In 955 Emperor Otto I granted his estates in Zizers to the Bishop of Chur. Friedau Castle may have been built on the site of one of the buildings from this 10th century grant. Construction on the castle begun under Bishop Volkart von Neuenburg (1237-1251) but was completed under Heinrich IV von Montfort (1251-1272). Once it was completed it became the administrative center of the Herrschaft and the home of the bishop's landvogt.
Because the bishop often needed loans and donations, he used the castle as collateral for loans or as a reward for donations. In 1358 it was given as collateral to Beringers von Landenberg and four years later, in 1362, Bishop Peter Gelyto gave it to Kunigunde von Toggenburg. The Toggenburgs held the castle until the death of Frederick VII in 1436 and the extinction of the Toggenburg family. It appears that the castle had already fallen into ruin by 1387 and the bishop was just granting the rights to the lands and taxes associated with the castle. With those rights, the bishop included a clause that if the castle was rebuilt, the lands would return to him.
The castle must have been rebuilt sometime after the extinction of the Toggenburgs, because in 1503 there was once again a vogt at Friedau. In 1550 the chronicler Ulrich Campell recorded that the castle was a tower surrounded by a wall and moat. In 1649 the bishop sold the castle to the Vier Dörfer. From then on the castle was used as a prison and gradually became known as the Schelmenturm. In 1880 the tower was heavily damaged in a fire which destroyed much of Zizers. The heat was so intense that the stones in the wall cracked and two large rents opened up in the tower.
During an archeological excavation of the tower in 2016 several finger and foot bones as well as a leg bone were discovered. Initial speculation was that the bones came from tortured prisoners. However, Carbon-14 dating found that the bones dated from before the tower was built in the 13th century.
The castle is located in the center of Zizers. It is a square tower about 11.5 by 11.5 meters and has walls that are up to 2.3 m thick. It was originally four stories tall with a high entrance on the second story east side. Following the 1880 fire two large cracks have opened up in the walls.References:
The Church of the Savior on Spilled Blood is one of the main sights of St. Petersburg. The church was built on the site where Tsar Alexander II was assassinated and was dedicated in his memory. Construction began in 1883 under Alexander III, as a memorial to his father, Alexander II. Work progressed slowly and was finally completed during the reign of Nicholas II in 1907. Funding was provided by the Imperial family with the support of many private donors.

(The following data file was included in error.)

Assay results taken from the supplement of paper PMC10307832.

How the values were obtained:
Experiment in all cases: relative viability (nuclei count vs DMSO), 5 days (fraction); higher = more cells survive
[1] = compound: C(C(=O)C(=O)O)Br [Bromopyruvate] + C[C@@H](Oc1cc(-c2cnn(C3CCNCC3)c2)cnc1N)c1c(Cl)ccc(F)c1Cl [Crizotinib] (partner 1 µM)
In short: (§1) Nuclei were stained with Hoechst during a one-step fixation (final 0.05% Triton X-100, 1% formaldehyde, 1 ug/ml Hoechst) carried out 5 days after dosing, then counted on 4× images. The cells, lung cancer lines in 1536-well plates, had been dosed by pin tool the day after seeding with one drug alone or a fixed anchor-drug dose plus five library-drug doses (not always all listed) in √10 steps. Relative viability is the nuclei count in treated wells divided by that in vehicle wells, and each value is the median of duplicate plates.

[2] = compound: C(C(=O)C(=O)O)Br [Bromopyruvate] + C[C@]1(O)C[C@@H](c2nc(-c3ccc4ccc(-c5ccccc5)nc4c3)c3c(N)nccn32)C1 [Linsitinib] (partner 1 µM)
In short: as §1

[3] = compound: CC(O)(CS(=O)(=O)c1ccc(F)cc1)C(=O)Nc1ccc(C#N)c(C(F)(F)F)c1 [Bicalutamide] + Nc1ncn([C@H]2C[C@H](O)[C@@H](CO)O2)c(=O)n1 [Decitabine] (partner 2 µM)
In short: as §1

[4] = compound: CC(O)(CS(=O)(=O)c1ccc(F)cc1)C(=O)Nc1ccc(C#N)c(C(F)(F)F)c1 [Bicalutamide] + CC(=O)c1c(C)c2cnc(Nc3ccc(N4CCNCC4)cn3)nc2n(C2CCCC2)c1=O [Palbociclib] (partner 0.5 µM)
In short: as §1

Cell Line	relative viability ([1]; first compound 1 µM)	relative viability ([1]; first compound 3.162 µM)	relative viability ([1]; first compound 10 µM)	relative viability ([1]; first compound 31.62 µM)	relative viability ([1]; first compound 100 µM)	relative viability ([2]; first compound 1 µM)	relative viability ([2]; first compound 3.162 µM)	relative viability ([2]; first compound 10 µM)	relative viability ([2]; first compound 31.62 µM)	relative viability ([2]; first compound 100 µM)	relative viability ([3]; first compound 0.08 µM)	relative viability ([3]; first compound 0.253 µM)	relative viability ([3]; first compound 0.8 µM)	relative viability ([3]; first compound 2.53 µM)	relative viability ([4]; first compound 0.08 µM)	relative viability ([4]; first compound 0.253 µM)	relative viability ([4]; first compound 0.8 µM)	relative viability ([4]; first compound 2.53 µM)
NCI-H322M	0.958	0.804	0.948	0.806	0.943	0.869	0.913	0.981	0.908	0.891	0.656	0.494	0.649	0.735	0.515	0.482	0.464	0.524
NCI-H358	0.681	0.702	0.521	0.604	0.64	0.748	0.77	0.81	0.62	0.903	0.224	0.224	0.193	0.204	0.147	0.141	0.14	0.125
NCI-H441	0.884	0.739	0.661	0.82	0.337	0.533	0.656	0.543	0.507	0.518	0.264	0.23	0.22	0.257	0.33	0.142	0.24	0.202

Architecturally, the Cathedral differs from St. Petersburg's other structures. The city's architecture is predominantly Baroque and Neoclassical, but the Savior on Blood harks back to medieval Russian architecture in the spirit of romantic nationalism. It intentionally resembles the 17th-century Yaroslavl churches and the celebrated St. Basil's Cathedral in Moscow.
The Church contains over 7500 square metres of mosaics — according to its restorers, more than any other church in the world. The interior was designed by some of the most celebrated Russian artists of the day — including Viktor Vasnetsov, Mikhail Nesterov and Mikhail Vrubel — but the church's chief architect, Alfred Alexandrovich Parland, was relatively little-known (born in St. Petersburg in 1842 in a Baltic-German Lutheran family). Perhaps not surprisingly, the Church's construction ran well over budget, having been estimated at 3.6 million roubles but ending up costing over 4.6 million. The walls and ceilings inside the Church are completely covered in intricately detailed mosaics — the main pictures being biblical scenes or figures — but with very fine patterned borders setting off each picture.
In the aftermath of the Russian Revolution, the church was ransacked and looted, badly damaging its interior. The Soviet government closed the church in the early 1930s. During the Second World War when many people were starving due to the Siege of Leningrad by Nazi German military forces, the church was used as a temporary morgue for those who died in combat and from starvation and illness. The church suffered significant damage. After the war, it was used as a warehouse for vegetables, leading to the sardonic name of Saviour on Potatoes.
In July 1970, management of the Church passed to Saint Isaac's Cathedral (then used as a highly profitable museum) and proceeds from the Cathedral were funneled back into restoring the Church. It was reopened in August 1997, after 27 years of restoration, but has not been reconsecrated and does not function as a full-time place of worship; it is a Museum of Mosaics. Even before the Revolution it never functioned as a public place of worship; having been dedicated exclusively to the memory of the assassinated tsar, the only services were panikhidas (memorial services). The Church is now one of the main tourist attractions in St. Petersburg.